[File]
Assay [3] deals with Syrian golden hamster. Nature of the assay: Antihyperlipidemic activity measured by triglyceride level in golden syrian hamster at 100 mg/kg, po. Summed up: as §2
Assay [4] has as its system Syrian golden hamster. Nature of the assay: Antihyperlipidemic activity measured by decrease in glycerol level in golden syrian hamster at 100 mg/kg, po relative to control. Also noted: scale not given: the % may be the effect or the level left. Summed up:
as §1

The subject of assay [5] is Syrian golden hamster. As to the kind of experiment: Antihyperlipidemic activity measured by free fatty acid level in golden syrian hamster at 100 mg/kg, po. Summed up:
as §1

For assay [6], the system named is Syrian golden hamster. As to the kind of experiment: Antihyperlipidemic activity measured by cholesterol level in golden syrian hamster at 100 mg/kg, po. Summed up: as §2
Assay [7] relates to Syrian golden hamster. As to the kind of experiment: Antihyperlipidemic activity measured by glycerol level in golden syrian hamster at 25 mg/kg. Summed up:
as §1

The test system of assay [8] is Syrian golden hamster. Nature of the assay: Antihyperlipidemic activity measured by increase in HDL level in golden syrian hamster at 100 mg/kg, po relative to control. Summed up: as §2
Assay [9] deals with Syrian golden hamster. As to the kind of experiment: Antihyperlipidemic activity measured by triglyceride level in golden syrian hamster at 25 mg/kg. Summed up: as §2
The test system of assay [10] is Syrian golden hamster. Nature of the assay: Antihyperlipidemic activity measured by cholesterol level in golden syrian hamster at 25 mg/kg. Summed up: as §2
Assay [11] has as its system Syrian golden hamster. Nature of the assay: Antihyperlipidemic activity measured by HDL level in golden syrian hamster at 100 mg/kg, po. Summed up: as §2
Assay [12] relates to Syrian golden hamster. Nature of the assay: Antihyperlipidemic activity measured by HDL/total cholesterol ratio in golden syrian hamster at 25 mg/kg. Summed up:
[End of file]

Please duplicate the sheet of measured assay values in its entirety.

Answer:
Assay [3] deals with Syrian golden hamster. Nature of the assay: Antihyperlipidemic activity measured by triglyceride level in golden syrian hamster at 100 mg/kg, po. Summed up: as §2
Assay [4] has as its system Syrian golden hamster. Nature of the assay: Antihyperlipidemic activity measured by decrease in glycerol level in golden syrian hamster at 100 mg/kg, po relative to control. Also noted: scale not given: the % may be the effect or the level left. Summed up:
as §1

The subject of assay [5] is Syrian golden hamster. As to the kind of experiment: Antihyperlipidemic activity measured by free fatty acid level in golden syrian hamster at 100 mg/kg, po. Summed up:
as §1

For assay [6], the system named is Syrian golden hamster. As to the kind of experiment: Antihyperlipidemic activity measured by cholesterol level in golden syrian hamster at 100 mg/kg, po. Summed up: as §2
Assay [7] relates to Syrian golden hamster. As to the kind of experiment: Antihyperlipidemic activity measured by glycerol level in golden syrian hamster at 25 mg/kg. Summed up:
as §1

The test system of assay [8] is Syrian golden hamster. Nature of the assay: Antihyperlipidemic activity measured by increase in HDL level in golden syrian hamster at 100 mg/kg, po relative to control. Summed up: as §2
Assay [9] deals with Syrian golden hamster. As to the kind of experiment: Antihyperlipidemic activity measured by triglyceride level in golden syrian hamster at 25 mg/kg. Summed up: as §2
The test system of assay [10] is Syrian golden hamster. Nature of the assay: Antihyperlipidemic activity measured by cholesterol level in golden syrian hamster at 25 mg/kg. Summed up: as §2
Assay [11] has as its system Syrian golden hamster. Nature of the assay: Antihyperlipidemic activity measured by HDL level in golden syrian hamster at 100 mg/kg, po. Summed up: as §2
Assay [12] relates to Syrian golden hamster. Nature of the assay: Antihyperlipidemic activity measured by HDL/total cholesterol ratio in golden syrian hamster at 25 mg/kg. Summed up: